Paul Kiparsky's paintings in linguistics has been wide-ranging and basic. His contributions as a student and instructor have remodeled almost each subfield of up to date linguistics, from generative phonology to poetic concept. This number of essays at the word--the primary entity of language--by Kiparsky's colleagues, scholars, and academics displays the distinct concentration of his personal consciousness and his impact within the box. because the editors of the amount notice, Kiparsky ways phrases a lot as a botanist ways crops, interested both through their attractiveness, their constitution, and their evolution. The essays during this quantity replicate those a number of views. The participants speak about phonology, morphology, syntax and semantics touching on the formal composition of the be aware; old linguistic advancements emphasizing the word's simultaneous idiosyncratic personality and participation in a method; and metrical and poetic varieties exhibiting the importance of Kiparsky's rules for literary concept. jointly they enhance the overarching concept that the character of the be aware isn't without delay observable yet still inferable.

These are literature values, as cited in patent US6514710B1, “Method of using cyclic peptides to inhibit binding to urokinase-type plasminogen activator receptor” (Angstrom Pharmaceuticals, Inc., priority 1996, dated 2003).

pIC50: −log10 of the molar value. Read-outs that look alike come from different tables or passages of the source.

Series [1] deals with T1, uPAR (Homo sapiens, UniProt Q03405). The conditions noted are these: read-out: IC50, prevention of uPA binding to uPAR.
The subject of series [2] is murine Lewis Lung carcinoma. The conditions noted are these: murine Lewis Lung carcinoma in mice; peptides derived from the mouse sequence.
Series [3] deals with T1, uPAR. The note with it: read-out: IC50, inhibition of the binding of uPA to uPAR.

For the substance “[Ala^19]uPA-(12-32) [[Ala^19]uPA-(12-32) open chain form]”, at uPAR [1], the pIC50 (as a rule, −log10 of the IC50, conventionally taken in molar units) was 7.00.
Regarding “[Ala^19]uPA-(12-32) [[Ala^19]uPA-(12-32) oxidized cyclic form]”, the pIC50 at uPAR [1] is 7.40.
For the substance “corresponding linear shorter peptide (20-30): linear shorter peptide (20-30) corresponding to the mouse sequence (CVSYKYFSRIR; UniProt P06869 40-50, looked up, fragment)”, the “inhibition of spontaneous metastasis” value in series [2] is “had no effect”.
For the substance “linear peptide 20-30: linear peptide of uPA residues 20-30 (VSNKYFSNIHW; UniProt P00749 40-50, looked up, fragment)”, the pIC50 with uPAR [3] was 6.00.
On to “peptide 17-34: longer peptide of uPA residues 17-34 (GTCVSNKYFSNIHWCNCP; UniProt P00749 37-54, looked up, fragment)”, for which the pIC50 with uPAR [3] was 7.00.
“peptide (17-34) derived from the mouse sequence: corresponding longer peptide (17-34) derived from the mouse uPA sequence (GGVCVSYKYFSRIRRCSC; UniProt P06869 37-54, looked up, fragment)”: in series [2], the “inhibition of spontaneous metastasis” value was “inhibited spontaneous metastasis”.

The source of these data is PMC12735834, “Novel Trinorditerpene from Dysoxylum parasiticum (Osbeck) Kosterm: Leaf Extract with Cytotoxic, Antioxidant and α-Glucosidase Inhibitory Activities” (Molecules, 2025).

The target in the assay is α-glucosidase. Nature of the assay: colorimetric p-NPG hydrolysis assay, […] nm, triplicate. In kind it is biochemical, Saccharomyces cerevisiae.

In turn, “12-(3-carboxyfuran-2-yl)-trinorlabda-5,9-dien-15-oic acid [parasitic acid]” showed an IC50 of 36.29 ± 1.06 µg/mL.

ContributorsStephen R. Anderson, Arto Anttila, Juliette Blevins, Geert Booij, Young-mee Yu Cho, Cleo Condoravdi, B. Elan Dresher, Andrew Garrett, Carlos Gussenhoven, Morris Halle, Kristin Hanson, Bruce Hayes, Larry M. Hyman, Sharon Inkelas, S. D. Joshi, René Kager, Ellen Kaisse, Aditi Lahiri, ok. P. Mohanan, Tara Mohanan, Cemil Orhan Orgun, Christopher Piñón, William J. Poser, Douglas Pulleyblank, J. A. F. Roodbergen, Háj Ross, Patricia Shaw, Galen Sibanda, Donca Steriade, John Stonham, Stephen Wechsler, Dieter Wunderlich, Draga Zec
Kristin Hanson is affiliate Professor of English and Sharon Inkelas is Professor of Linguistics on the college of California, Berkeley.